In the New World over the past century we have lessened the idea of Christopher Columbus as a discoverer of the New World in favor of him bringing a dark period of cultural obliteration and forced submission of the aboriginal population of America to that of Europe. The cause of bringing modernity to society is not a justification for tyranny.
Listen to the rhetoric of Amhara news sources and you hear frank open discussion of the inferiority of many ethnic groups and religions of Ethiopia except Amhara. The Amhara culture like Christopher Columbus forced its language, religion, trading practices, government, and even complete civil obligations of the Tigray, Afar, Somali, Beningshagul, and Southern Ethiopian Peoples. Those that argue that the Tigray dominated too much the previous Ethiopian People Revolutionary Front are making a similar point they fail to see about the Prosperity Party which is now an Amhara substitute. I suspect this is why many Tigray do not want to remain in Ethiopia. Many will be happy to see the other regions of Ethiopia find their own destiny. The current war of the Tigray is not about who dominates Ethiopia but rather whether the Tigray, Oromo, and others can choose their own path for self determination.
Like Europe learned in World War II where Hitler dreamed he could unify Europe under a German firm hand and Yugoslavia in the 1980s the times of monocultural dominance over large multicultural dominion are coming to an end. If the region of Ethiopia wants to prosper and find peace, to end the wars that come every generation, it needs to find a new solution. Christopher Columbus has no place in Ethiopia.
Is it reasonable to starve your enemy? At this time the United Nations and members of the African Union are calling upon the Ethiopian government and allied militia of the Amhara state to stop the intended blockage of food aid to Tigray which has resulted in dangerous ongoing famine for millions especially children. There are those promoting starvation of the Tigray region saying that it will weaken them and bring fighting to an end sooner. The Bible in both the New and Old Testament specifically forbids this practice. Classic Judeo-Christian values sees violence to easily become a self propagating recycling of increasing harm to the parties involved.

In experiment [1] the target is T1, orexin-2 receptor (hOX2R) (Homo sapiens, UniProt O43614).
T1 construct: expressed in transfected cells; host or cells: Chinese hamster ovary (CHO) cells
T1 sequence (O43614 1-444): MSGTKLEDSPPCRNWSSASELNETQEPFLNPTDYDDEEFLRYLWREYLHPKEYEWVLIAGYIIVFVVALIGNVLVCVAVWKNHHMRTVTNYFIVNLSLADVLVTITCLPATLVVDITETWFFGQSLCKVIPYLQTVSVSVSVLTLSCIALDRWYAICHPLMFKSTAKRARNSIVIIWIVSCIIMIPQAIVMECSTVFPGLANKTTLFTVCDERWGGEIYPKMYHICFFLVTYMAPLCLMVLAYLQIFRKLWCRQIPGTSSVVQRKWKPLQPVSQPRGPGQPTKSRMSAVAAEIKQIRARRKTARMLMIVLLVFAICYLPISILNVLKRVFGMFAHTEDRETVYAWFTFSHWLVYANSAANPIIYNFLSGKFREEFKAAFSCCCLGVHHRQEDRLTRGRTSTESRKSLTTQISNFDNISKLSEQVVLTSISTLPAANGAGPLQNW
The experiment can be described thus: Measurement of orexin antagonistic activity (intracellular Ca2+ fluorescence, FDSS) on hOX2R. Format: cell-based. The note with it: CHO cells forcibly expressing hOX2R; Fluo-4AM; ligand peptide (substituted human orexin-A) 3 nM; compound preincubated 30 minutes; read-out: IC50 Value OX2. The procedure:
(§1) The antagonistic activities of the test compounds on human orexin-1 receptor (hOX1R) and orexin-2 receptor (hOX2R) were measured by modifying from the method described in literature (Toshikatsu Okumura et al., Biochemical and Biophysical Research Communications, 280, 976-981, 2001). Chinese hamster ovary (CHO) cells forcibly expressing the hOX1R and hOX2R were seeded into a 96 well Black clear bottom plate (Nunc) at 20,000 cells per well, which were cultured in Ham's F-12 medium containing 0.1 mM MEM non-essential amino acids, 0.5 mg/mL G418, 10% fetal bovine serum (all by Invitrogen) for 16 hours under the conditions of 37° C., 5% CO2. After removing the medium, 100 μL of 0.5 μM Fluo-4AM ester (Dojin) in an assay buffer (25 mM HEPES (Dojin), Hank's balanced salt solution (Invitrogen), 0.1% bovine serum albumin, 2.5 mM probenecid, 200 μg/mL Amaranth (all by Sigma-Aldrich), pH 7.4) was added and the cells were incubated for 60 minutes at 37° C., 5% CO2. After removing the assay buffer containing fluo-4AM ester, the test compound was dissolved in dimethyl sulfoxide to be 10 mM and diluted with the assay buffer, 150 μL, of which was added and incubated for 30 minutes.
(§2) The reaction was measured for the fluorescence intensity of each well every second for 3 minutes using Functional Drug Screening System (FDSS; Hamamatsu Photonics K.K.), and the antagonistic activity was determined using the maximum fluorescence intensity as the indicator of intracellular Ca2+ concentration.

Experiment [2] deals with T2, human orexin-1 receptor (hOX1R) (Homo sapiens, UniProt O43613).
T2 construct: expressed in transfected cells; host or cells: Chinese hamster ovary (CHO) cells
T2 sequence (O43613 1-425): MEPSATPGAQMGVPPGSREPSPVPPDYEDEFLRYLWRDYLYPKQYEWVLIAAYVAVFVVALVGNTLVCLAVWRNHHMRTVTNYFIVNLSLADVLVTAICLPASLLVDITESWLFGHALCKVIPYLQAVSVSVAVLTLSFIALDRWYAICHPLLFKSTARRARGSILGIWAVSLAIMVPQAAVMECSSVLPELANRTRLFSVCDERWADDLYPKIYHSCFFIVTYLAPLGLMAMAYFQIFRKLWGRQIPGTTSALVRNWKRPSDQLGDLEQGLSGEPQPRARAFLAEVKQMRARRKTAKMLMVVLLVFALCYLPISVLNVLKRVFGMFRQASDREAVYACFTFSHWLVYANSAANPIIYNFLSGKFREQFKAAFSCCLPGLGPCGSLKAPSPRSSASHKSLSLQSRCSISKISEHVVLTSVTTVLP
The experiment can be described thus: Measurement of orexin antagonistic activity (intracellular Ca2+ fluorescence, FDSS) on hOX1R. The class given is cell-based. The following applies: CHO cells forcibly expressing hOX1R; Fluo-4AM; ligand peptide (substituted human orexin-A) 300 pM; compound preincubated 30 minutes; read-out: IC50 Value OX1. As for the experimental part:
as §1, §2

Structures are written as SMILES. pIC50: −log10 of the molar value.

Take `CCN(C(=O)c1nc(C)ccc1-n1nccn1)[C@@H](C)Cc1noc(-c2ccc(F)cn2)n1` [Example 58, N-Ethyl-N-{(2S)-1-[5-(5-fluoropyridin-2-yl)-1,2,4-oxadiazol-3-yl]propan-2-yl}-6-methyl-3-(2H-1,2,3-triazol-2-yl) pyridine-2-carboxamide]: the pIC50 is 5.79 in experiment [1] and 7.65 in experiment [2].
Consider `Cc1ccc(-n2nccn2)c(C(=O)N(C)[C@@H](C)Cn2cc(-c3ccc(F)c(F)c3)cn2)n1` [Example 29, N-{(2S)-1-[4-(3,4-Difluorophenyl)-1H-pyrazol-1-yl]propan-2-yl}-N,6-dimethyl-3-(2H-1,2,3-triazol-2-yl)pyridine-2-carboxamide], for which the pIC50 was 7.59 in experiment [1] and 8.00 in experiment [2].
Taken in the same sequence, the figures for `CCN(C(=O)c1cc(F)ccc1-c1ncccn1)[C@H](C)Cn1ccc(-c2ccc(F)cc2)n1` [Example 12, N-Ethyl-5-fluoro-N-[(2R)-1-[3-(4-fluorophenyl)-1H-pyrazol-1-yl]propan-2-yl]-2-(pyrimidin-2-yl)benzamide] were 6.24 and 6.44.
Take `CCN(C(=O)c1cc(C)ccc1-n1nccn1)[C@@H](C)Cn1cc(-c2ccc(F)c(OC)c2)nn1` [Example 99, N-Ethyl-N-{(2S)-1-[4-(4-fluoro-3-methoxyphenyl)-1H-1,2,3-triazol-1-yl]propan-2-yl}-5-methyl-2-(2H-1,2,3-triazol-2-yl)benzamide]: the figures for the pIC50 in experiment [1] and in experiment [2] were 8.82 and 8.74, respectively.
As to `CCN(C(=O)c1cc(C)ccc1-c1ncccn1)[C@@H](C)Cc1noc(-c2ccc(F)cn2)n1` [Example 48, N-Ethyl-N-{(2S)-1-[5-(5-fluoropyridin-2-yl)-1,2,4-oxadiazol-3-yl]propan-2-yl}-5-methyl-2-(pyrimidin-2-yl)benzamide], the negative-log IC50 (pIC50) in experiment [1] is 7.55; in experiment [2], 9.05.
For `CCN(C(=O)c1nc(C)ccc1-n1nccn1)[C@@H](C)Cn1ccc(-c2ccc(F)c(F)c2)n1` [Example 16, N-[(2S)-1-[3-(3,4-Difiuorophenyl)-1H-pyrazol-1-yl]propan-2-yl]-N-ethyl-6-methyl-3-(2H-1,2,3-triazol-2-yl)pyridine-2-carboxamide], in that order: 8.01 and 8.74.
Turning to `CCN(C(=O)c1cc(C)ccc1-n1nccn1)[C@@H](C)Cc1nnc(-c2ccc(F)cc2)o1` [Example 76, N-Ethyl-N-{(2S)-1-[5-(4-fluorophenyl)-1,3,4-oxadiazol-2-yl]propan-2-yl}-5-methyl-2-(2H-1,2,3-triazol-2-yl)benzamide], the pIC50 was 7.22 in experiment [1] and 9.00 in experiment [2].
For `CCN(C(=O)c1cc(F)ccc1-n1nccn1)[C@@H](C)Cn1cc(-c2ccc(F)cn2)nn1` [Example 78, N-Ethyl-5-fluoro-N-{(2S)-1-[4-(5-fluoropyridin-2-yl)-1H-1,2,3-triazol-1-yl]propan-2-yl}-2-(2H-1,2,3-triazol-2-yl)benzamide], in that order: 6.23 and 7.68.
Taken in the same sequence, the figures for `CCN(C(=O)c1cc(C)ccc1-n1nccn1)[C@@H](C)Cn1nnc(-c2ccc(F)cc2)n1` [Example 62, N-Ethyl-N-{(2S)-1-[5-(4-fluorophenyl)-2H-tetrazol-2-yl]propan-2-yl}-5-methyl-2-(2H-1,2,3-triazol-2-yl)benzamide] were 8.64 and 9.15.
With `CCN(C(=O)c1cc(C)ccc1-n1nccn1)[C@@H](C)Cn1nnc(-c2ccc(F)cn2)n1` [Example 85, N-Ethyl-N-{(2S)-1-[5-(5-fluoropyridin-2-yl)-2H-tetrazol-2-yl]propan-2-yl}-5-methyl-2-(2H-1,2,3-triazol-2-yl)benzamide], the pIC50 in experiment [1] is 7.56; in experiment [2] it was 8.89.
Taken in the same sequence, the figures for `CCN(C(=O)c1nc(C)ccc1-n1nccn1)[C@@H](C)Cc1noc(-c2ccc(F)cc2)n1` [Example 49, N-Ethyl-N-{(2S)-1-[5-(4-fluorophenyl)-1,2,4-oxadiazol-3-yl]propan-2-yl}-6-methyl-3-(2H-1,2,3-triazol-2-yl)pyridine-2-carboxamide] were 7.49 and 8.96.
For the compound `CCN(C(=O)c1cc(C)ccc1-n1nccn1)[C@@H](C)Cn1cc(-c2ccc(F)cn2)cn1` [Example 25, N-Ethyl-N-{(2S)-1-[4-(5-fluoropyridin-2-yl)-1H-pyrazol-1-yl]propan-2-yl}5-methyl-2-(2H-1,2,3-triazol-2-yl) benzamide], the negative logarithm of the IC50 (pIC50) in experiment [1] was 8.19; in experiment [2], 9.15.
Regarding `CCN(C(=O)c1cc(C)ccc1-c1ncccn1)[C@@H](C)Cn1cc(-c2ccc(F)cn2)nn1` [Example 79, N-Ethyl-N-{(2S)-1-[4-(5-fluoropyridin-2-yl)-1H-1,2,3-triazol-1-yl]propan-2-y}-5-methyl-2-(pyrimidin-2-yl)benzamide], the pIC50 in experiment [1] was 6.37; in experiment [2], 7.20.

I have previously written about the recognized justifications of both Islam and Christianity for a just war and how the Tigray Defense Force for the most part has met and exceeded this criteria. Additionally I did say that there was an argument that Christ calls for complete pacifism as the only way to go. Which of these is correct has been controversial for centuries?
Now I am going to write about justification from the point of view of the Ethiopian government and recent statements by the President of the Amhara region that what they are doing is a holy war.
In the Old Testament in Proverb 25:21-22 it says
“If your enemy is hungry, give him food to eat; if he is thirsty, give him water to drink. In doing this, you will heap burning coals on his head, and the LORD will reward you.”
Here the burning coals recalls an Egyptian expiation ritual, during which a guilty person, as a sign of repentance, carried a basin of glowing coals on his head. Meeting violence and hate with charity and generosity stops this escalation of harm.
This message is repeated by Saint Paul in Romans 12 where he writes:
“Do not repay anyone evil for evil. Be careful to do what is right in the eyes of everyone. If it is possible, as far as it depends on you, live at peace with everyone. Do not take revenge, my dear friends, but leave room for God’s wrath, for it is written: “It is mine to avenge; I will repay,” says the Lord. On the contrary:
“If your enemy is hungry, feed him;
if he is thirsty, give him something to drink.
In doing this, you will heap burning coals on his head.”
Do not be overcome by evil, but overcome evil with good.
As I have previously written, invoking Jesus name to commit clearly forbidden acts is a form of blasphemy so severe that it is recognized as the sole unforgiveable sin.